Chrysostomou D, Roberts LA, Marchesi JR, et al., 2023, Gut Microbiota Modulation of Efficacy and Toxicity of Cancer Chemotherapy and Immunotherapy, GASTROENTEROLOGY, Vol: 164, Pages: 198-213, ISSN: 0016-5085
Biscarini F, Masetti G, Muller I, et al., 2023, Gut Microbiome Associated With Graves Disease and Graves Orbitopathy: The INDIGO Multicenter European Study, JOURNAL OF CLINICAL ENDOCRINOLOGY & METABOLISM, ISSN: 0021-972X
Radhakrishnan ST, Gallagher KI, Mullish BH, et al., 2023, Rectal swabs as a viable alternative to faecal sampling for the analysis of gut microbiota functionality and composition, Scientific Reports, Vol: 13, Pages: 1-9, ISSN: 2045-2322
Faecal or biopsy samples are frequently used to analyse the gut microbiota, but issues remain with the provision and collection of such samples. Rectal swabs are widely-utilised in clinical practice and previous data demonstrate their potential role in microbiota analyses; however, studies to date have been heterogenous, and there are a particular lack of data concerning the utility of swabs for the analysis of the microbiota’s functionality and metabolome. We compared paired stool and rectal swab samples from healthy individuals to investigate whether rectal swabs are a reliable proxy for faecal sampling. There were no significant differences in key alpha and beta diversity measures between swab and faecal samples, and inter-subject variability was preserved. Additionally, no significant differences were demonstrated in abundance of major annotated phyla. Inferred gut functionality using Tax4Fun2 showed excellent correlation between the two sampling techniques (Pearson’s coefficient r = 0.9217, P < 0.0001). Proton nuclear magnetic resonance (1H NMR) spectroscopy enabled the detection of 20 metabolites, with overall excellent correlation identified between rectal swab and faecal samples for levels all metabolites collectively, although more variable degrees of association between swab and stool for levels of individual metabolites. These data support the utility of rectal swabs in both compositional and functional analyses of the gut microbiota.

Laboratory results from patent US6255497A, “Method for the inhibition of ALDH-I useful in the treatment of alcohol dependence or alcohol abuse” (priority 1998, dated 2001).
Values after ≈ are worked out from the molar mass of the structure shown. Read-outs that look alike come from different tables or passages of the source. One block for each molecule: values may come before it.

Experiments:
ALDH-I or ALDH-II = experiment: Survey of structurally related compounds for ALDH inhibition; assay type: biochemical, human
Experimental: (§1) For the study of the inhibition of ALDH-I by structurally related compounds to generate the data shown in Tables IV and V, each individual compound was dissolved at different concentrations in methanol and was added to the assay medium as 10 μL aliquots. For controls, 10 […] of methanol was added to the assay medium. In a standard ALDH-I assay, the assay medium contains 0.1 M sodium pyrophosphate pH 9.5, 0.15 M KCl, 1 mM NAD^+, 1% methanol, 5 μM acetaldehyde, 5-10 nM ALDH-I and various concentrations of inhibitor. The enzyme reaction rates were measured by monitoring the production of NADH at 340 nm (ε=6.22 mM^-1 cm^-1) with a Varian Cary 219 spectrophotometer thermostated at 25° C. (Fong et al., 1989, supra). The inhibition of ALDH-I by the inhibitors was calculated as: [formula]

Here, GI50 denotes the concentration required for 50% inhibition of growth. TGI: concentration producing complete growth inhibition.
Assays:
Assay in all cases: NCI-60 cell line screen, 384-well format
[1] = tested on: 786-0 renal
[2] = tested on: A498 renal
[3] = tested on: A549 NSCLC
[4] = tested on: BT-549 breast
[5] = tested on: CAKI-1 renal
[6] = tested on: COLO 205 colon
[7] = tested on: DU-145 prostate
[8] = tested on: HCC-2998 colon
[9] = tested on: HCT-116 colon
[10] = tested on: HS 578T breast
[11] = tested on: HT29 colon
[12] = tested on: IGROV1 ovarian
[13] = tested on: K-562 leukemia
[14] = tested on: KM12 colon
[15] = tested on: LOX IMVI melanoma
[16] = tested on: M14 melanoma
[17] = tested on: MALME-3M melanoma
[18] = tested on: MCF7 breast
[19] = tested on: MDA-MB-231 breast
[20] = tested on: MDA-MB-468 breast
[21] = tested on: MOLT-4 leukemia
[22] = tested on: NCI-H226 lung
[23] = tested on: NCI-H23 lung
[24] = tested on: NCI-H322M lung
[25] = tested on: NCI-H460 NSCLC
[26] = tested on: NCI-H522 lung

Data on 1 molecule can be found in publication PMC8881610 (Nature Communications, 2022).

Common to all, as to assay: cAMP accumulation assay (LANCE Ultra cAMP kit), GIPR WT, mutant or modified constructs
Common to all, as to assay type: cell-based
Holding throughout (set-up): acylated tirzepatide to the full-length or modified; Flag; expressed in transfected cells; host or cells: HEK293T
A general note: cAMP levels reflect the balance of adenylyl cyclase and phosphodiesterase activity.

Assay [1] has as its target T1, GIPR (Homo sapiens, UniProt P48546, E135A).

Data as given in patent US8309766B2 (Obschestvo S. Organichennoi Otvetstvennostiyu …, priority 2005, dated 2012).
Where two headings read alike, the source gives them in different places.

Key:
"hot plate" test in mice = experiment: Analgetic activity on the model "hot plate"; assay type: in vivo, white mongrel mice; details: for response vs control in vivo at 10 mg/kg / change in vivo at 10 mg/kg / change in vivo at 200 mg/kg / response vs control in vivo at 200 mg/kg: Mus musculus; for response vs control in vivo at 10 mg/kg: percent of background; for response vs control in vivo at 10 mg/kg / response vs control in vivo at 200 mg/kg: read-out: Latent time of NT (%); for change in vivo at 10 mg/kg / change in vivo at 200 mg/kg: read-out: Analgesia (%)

Martinez Gili L, Pechlivanis A, McDonald J, et al., 2023, Bacterial and metabolic phenotypes associated with inadequate response to ursodeoxycholic acid treatment in primary biliary cholangitis, Gut Microbes, Vol: 15, Pages: 1-19, ISSN: 1949-0976
Primary biliary cholangitis (PBC) is a chronic cholestatic liver disease with ursodeoxycholic acid (UDCA) as first-line treatment. Poor response to UDCA is associated with a higher risk of progressing to cirrhosis, but the underlying mechanisms are unclear. UDCA modulates the composition of primary and bacterial-derived bile acids (BAs). We characterized the phenotypic response to UDCA based on BA and bacterial profiles of PBC patients treated with UDCA. Patients from the UK-PBC cohort (n = 419) treated with UDCA for a minimum of 12-months were assessed using the Barcelona dynamic response criteria. BAs from serum, urine, and feces were analyzed using Ultra-High-Performance Liquid Chromatography-Mass Spectrometry and fecal bacterial composition measured using 16S rRNA gene sequencing. We identified 191 non-responders, 212 responders, and a subgroup of responders with persistently elevated liver biomarkers (n = 16). Responders had higher fecal secondary and tertiary BAs than non-responders and lower urinary bile acid abundances, with the exception of 12-dehydrocholic acid, which was higher in responders. The sub-group of responders with poor liver function showed lower alpha-diversity evenness, lower abundance of fecal secondary and tertiary BAs than the other groups and lower levels of phyla with BA-deconjugation capacity (Actinobacteriota/Actinomycetota, Desulfobacterota, Verrucomicrobiota) compared to responders. UDCA dynamic response was associated with an increased capacity to generate oxo-/epimerized secondary BAs. 12-dehydrocholic acid is a potential biomarker of treatment response. Lower alpha-diversity and lower abundance of bacteria with BA deconjugation capacity might be associated with an incomplete response to treatment in some patients.